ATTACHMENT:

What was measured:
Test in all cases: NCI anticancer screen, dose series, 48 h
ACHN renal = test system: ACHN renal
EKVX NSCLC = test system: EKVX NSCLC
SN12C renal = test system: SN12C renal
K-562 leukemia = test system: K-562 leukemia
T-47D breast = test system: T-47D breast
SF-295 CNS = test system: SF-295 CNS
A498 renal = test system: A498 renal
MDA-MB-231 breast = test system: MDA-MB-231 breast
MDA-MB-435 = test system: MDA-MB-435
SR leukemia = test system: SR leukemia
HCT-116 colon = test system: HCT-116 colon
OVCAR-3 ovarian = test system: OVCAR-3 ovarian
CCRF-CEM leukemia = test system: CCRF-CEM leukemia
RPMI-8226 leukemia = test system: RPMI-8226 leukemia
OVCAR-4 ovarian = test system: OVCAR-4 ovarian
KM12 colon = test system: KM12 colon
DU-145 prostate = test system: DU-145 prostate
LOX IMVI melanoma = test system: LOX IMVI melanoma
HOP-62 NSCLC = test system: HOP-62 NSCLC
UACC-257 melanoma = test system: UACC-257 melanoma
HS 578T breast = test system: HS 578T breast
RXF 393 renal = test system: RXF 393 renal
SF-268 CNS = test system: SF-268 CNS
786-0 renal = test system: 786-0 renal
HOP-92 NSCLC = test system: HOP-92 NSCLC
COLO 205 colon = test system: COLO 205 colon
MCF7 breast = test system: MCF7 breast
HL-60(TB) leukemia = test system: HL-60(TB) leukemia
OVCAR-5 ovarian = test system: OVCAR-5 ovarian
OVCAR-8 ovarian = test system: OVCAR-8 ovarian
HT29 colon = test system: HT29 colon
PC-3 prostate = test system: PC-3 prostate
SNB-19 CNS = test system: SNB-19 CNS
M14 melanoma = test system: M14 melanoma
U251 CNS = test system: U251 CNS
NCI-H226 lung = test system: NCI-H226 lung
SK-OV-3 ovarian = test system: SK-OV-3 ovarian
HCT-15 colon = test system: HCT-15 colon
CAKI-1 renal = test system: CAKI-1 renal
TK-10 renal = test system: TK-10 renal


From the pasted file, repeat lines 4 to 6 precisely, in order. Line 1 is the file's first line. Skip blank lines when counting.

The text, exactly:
EKVX NSCLC = test system: EKVX NSCLC
SN12C renal = test system: SN12C renal
K-562 leukemia = test system: K-562 leukemia